When Dugin was dismissed from Moscow State University in 2014 because he demanded that Ukraine be drowned in blood, his career opportunities close to the powers-that-be petered out. However, Dugin is important because he imported to Russia the theories of well-known Western fascist ideologists such as Julius Evola and René Guénon.
A large part of the book is dedicated to analysing how the Kremlin uses Western fascists, neo-Nazis and radical right-wingers to legitimise its policies and in waging a hybrid war against Europe. The author claims they fell into the sphere of interest of Moscow’s spin doctors after the colour revolutions of 2003–5 and the Russo-Georgian War of 2008. The book offers no fundamental surprises to people who follow Russia’s activities, but it is interesting to read detailed descriptions and contextual analyses. Politicians who were often completely marginal at home spoke to election observers in the Crimea, in the puppet states of the Donbas, in Ukraine and at local and national elections in Russia. Predictably, they always had something positive to say. Everyone who has watched the news on Russian state television even once knows that the very same marginal activists and politicians often act as commentators on the shows and some of the them have achieved the status of geopolitical experts of sorts in Russia, cultivating conspiracy theories and spreading the message of the West’s continuing downfall. This is necessary to legitimise the Kremlin’s policies and their ideological bases to the domestic public. The author thoroughly covers the Kremlin’s relations with the France’s National Rally (Rassemblement national) and the Freedom Party of Austria. He also discusses Jean-Marie Le Pen, who is popular in certain circles in Estonia as well.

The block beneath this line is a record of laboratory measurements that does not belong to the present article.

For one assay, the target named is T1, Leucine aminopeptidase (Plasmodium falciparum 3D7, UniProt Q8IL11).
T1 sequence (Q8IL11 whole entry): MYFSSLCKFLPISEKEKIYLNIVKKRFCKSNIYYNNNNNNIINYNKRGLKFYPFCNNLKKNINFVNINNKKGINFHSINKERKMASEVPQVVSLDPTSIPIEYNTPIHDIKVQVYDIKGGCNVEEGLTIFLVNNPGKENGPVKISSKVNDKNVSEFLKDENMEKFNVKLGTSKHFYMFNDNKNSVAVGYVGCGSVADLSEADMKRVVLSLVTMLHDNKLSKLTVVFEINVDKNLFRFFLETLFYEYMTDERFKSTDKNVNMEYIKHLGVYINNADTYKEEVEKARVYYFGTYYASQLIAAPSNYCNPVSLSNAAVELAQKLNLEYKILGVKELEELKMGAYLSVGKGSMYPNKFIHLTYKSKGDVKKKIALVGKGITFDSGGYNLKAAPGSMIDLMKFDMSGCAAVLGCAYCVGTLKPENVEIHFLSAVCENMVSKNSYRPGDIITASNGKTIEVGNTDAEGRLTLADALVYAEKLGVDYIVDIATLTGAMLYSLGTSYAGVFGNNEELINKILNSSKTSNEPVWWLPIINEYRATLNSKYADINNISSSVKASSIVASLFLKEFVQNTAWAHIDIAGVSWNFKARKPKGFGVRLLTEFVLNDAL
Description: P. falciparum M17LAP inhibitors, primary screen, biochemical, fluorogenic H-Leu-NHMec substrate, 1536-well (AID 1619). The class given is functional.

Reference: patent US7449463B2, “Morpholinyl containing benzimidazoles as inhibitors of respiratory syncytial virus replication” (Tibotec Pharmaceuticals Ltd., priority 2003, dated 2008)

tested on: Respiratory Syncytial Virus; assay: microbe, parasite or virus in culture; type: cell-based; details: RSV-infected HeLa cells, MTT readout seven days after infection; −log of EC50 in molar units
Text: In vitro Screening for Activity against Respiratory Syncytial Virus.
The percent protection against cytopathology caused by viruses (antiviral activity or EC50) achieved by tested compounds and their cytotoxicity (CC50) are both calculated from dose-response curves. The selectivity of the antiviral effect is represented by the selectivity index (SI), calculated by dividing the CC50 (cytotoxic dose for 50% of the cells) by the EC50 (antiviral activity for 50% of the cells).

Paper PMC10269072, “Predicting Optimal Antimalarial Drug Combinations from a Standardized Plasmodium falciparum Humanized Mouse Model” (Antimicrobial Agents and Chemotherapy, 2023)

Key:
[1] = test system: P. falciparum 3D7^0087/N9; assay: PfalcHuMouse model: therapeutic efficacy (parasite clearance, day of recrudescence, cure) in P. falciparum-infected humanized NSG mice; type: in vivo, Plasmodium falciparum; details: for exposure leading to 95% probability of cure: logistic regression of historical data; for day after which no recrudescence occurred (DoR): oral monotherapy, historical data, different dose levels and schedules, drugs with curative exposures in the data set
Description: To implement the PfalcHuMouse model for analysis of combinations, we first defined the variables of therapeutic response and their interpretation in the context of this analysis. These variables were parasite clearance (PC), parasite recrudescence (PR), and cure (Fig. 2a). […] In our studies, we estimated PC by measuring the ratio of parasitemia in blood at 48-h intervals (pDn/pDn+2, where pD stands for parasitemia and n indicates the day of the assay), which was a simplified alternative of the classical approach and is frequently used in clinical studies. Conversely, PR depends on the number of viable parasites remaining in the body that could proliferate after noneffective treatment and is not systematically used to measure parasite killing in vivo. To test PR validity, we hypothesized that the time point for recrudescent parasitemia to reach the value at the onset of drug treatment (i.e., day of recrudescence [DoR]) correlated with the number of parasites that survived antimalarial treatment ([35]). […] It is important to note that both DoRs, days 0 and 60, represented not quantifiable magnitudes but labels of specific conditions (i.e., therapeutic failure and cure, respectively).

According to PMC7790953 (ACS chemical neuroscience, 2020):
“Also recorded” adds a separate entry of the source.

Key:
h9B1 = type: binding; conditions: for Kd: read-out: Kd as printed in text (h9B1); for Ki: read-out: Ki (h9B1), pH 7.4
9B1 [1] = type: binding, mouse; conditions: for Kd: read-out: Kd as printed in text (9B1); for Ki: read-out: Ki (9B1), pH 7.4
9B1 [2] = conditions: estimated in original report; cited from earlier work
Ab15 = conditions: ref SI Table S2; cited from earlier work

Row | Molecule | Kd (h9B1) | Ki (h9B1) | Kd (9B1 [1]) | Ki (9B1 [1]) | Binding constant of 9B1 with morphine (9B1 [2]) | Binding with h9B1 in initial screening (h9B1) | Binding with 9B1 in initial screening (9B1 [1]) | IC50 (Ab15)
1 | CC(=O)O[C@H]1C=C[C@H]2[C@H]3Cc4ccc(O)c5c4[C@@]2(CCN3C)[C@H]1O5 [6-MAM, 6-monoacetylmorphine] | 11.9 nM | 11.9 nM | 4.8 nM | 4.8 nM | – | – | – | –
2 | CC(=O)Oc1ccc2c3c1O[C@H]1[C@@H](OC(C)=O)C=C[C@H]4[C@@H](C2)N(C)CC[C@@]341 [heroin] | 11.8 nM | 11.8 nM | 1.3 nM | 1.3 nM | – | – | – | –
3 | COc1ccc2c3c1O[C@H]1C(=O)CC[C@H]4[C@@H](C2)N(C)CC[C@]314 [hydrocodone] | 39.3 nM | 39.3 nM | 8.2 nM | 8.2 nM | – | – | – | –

A recurring motif of the book is that Russia doesn’t really care about extremist ideologies. Moscow is happy when their views partly overlap, but is not bothered when there isn’t any common ground.
This article was published in ICDS Diplomaatia magazine.